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Atmospheric Chemistry and Physics An interactive open-access journal of the European Geosciences Union
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Volume 14, issue 14
Atmos. Chem. Phys., 14, 7601–7616, 2014
https://doi.org/10.5194/acp-14-7601-2014
© Author(s) 2014. This work is distributed under
the Creative Commons Attribution 3.0 License.
Atmos. Chem. Phys., 14, 7601–7616, 2014
https://doi.org/10.5194/acp-14-7601-2014
© Author(s) 2014. This work is distributed under
the Creative Commons Attribution 3.0 License.

Research article 29 Jul 2014

Research article | 29 Jul 2014

The fate of NOx emissions due to nocturnal oxidation at high latitudes: 1-D simulations and sensitivity experiments

P. L. Joyce2,1, R. von Glasow3, and W. R. Simpson2,1 P. L. Joyce et al.
  • 1Department of Chemistry and Biochemistry, University of Alaska, Fairbanks, AK, USA
  • 2Geophysical Institute, University of Alaska, Fairbanks, AK, USA
  • 3Centre for Ocean and Atmospheric Sciences, School of Environmental Sciences, University of East Anglia, Norwich, UK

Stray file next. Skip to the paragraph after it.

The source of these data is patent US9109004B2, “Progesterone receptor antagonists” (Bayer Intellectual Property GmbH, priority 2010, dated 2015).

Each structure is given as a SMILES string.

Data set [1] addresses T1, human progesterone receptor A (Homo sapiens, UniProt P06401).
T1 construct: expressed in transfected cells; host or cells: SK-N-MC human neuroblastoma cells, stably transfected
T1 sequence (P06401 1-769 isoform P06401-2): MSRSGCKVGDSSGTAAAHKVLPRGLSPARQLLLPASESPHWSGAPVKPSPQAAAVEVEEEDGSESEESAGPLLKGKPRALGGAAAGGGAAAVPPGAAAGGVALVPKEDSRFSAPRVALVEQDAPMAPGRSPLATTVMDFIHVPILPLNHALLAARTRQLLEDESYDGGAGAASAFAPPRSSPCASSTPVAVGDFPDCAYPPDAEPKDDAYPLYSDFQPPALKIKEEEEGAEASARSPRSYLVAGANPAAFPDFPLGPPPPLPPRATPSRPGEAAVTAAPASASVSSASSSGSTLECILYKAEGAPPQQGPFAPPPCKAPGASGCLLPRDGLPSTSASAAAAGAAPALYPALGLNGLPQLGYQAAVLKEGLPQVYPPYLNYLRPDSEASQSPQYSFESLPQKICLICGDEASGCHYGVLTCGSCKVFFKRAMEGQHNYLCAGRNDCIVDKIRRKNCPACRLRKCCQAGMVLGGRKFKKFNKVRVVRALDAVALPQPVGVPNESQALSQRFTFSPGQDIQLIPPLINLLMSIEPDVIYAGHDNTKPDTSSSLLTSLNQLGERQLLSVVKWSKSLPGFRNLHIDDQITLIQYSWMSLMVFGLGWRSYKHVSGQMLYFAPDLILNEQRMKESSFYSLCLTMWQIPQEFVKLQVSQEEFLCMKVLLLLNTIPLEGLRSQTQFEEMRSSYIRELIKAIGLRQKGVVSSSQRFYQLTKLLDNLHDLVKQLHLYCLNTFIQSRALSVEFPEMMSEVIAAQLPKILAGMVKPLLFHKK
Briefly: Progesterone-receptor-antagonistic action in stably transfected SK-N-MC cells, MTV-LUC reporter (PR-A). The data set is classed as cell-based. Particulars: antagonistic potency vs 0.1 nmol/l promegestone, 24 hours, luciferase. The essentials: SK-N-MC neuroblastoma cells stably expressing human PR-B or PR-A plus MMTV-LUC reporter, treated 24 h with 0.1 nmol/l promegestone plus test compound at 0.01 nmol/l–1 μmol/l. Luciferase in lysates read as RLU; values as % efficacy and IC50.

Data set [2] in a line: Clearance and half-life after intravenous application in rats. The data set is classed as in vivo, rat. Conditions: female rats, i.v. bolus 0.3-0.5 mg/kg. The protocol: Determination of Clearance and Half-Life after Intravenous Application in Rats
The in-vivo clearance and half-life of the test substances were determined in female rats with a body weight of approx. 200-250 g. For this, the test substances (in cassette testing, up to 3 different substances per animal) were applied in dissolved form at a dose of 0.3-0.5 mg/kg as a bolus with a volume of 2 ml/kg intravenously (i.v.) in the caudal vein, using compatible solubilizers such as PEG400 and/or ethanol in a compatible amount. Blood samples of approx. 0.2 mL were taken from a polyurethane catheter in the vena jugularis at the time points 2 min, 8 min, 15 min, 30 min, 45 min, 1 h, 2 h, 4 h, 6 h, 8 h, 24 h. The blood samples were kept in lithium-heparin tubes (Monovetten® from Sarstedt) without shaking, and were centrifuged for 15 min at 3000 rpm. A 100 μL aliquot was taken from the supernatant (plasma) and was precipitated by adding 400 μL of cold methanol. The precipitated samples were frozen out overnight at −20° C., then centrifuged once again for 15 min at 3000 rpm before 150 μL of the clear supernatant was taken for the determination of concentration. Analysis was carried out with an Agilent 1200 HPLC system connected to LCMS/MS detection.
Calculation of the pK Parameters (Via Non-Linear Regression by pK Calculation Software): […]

Abstract. The fate of nitrogen oxide pollution during high-latitude winter is controlled by reactions of dinitrogen pentoxide (N2O5) and is highly affected by the competition between heterogeneous atmospheric reactions and deposition to the snowpack. MISTRA (MIcrophysical STRAtus), a 1-D photochemical model, simulated an urban pollution plume from Fairbanks, Alaska to investigate this competition of N2O5 reactions and explore sensitivity to model parameters. It was found that dry deposition of N2O5 made up a significant fraction of N2O5 loss near the snowpack, but reactions on aerosol particles dominated loss of N2O5 over the integrated atmospheric column. Sensitivity experiments found the fate of NOx emissions were most sensitive to NO emission flux, photolysis rates, and ambient temperature. The results indicate a strong sensitivity to urban area density, season and clouds, and temperature, implying a strong sensitivity of the results to urban planning and climate change. Results suggest that secondary formation of particulate (PM2.5) nitrate in the Fairbanks downtown area does not contribute significant mass to the total PM2.5 concentration, but appreciable amounts are formed downwind of downtown due to nocturnal NOx oxidation and subsequent reaction with ammonia on aerosol particles.

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